Whilst little is known about the early origins of the Nabataeans, some evidence suggests they had a presence in the deserts of southern Jordan by the sixth century BC, after the Biblical Kingdom of Edom had been conquered by the Babylonians of Mesopotamia. The Nabataeans had become strong enough to repel the attacks of one of Alexander the Great's surviving generals in 312BC and by 168BC had established a powerful kingdom assimilating the whole of the Sinai, southern Jordan and large swathes of northern Arabia, of which Petra, or 'Raqmu' as the Nabataeans called it themselves, was the beautiful, rock-hewn capital. Whilst the ancient civilisations of Egypt and Mesopotamia grew directly out of the cultural shift that saw humanity settle into sedentary farming communities, the civilisation of the Nabataeans was remarkable as being one that grew from a people of nomadic origins. The Nabataeans had lived mostly as nomadic pastoralists in Arabia and rose to power by controlling the lucrative trade routes on which aromatic gums were carried from the kingdoms of southern Arabia to the empires of the north. They had the know-how to travel these deserts, the connections and diplomatic skills to work with other nomadic peoples on the routes and the capacity to outfight any power who challenged them in the desert; above all, through an intimate knowledge of the land and an extensive network of hidden water sources. Their rise to power reflected the deep mastery of their wilderness environment and Nabataean culture - rich in new styles of art and architecture, pioneering technology and an alphabet from which Arabic script itself developed - stands as a timeless monument to a civilisation of nomadic origin.
The city states of Mesopotamia
Mesopotamia is a word of Greek origin meaning 'The Land Between Rivers' and is used to denote the geographical region between the Tigris and Euphrates. Neanderthals lived in caves in northern Mesopotamia some 70,000 years ago with modern humans becoming more active in the region 35,000 years ago. Whilst debate continues over exactly when, where and how the first farming and animal domestication happened, it is known it started in the Asian parts of the Fertile Crescent; most probably in Mesopotamia, around 9500BC. Villages grew across Mesopotamia from around 7000BC and bigger towns had emerged by 4000BC. A heartland of this early growth was a southerly region called Sumer, in which the world's first full-blown cities appeared around 3500BC; amongst them Ur, Kish, Lagash and Uruk, which had a population of 80,000 people at its peak. Each stood as its own, self governing city state, with all existing in near unremitting conflict for centuries. At least some Mesopotamian cultural influences extended to Egypt - whose early societies were becoming increasingly settled too - but by 3100BC both regions looked different. Whilst Egypt was a single unified kingdom, Mesopotamia was more multiplicitous in its society and governance, even within small regions like Sumer. Nevertheless, it flourished with unique splendour in art, architecture, storytelling and music; new religions emerged and a succession of world-changing innovations were made including the wheel and the first form of writing, known as Cuneiform. Sumer's city states later dwindled in power with Mesopotamian regions like Akkad, Babylonia and Assyria becoming the world's first empires, all going on to make their mark on the wider region and the different cultures that developed within it.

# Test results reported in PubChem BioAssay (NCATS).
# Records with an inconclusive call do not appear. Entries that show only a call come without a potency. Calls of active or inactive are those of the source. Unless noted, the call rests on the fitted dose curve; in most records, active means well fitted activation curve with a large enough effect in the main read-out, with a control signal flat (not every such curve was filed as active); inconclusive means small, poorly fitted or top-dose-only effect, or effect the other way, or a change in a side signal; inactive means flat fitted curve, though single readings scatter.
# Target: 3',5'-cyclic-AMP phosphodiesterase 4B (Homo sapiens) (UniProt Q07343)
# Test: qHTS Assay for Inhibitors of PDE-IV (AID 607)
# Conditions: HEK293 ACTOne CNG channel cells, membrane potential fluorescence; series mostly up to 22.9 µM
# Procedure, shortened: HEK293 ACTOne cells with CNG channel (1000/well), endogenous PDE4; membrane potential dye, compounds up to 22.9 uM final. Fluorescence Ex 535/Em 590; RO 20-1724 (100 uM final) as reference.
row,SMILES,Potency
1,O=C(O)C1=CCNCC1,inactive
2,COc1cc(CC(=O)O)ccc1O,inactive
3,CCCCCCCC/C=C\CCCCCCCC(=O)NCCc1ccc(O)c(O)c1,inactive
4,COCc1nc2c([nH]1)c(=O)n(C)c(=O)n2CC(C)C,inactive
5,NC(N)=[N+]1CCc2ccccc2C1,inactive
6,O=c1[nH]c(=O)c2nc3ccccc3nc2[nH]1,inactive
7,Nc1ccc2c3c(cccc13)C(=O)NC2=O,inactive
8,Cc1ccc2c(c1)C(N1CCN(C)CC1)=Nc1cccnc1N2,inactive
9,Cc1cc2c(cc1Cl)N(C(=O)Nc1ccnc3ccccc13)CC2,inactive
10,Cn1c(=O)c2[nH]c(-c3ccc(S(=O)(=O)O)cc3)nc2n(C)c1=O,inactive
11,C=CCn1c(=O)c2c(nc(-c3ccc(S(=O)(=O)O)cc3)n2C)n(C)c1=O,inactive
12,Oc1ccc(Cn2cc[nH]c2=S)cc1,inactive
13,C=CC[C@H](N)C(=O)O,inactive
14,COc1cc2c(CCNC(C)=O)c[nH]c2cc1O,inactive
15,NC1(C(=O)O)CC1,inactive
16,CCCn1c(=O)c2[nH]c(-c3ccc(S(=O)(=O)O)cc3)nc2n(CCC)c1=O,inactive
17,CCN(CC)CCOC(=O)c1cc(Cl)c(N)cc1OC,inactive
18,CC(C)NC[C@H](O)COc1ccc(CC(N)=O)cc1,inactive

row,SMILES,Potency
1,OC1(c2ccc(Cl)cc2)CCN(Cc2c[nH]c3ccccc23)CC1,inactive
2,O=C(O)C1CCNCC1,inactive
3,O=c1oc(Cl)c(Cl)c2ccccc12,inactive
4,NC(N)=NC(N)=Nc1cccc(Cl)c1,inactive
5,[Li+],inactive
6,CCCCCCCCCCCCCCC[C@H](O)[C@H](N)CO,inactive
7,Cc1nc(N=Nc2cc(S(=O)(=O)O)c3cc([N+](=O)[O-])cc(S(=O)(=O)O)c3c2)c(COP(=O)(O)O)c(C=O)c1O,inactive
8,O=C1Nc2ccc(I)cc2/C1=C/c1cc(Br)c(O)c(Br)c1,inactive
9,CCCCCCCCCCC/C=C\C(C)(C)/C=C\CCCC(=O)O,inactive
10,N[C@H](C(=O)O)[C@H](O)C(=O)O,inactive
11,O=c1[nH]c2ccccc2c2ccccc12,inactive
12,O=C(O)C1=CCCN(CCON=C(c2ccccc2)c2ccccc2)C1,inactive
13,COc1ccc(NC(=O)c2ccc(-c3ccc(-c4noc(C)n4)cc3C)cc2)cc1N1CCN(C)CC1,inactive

The rise of Islam
Islam began in the Hejaz Mountains of Arabia nearly 1500 years ago and was the third of the so-called Abrahamic faiths to emerge, with Judaism and Christianity preceding it. Whilst the religions of earlier civilisations from Egypt to Mesopotamia, Greece and Rome had all been polytheistic, the Abrahamic faiths were united by a monotheism in which it was held there was just one God. Each faith recognised Abraham - a shepherd from the Mesopotamian city of Ur, who legend has it rejected polytheism to answer one God - as a both a prophet with a new message for humanity and a patriarch from whom entire peoples were descended. Other legends unite these three faiths too, which some scholars suggest may be re-imaginings of much older stories found in Mesopotamian folklore, such as fables of a Great Flood and the riverside abandonment of an infant in a reed basket. Islam is distinguished from Judaism and Christianity chiefly on the basis it recognises the Prophet Mohammed as God's last messenger. Born as an Arab of the Quraysh tribe in 570AD, Muslims believe the Prophet Mohammed received the word of God in a series of revelations given by the Archangel Gabriel starting in 610AD. His early preachings of Islam led to exile from his hometown of Mecca, but he would later return, gathering thousands of followers to the new faith before his death in 632AD. His survivors would continue to spread the new faith with a series of astonishingly fast military operations through Asia and Africa, known as the Islamic Conquests. Around 650BC Arabia, the Levant, Mesopotamia and Egypt were all ruled by a powerful Islamic Caliphate. Islam continued to spread and remains a major force shaping societies across the region today, with its mother tongue of Arabic the dominant language too.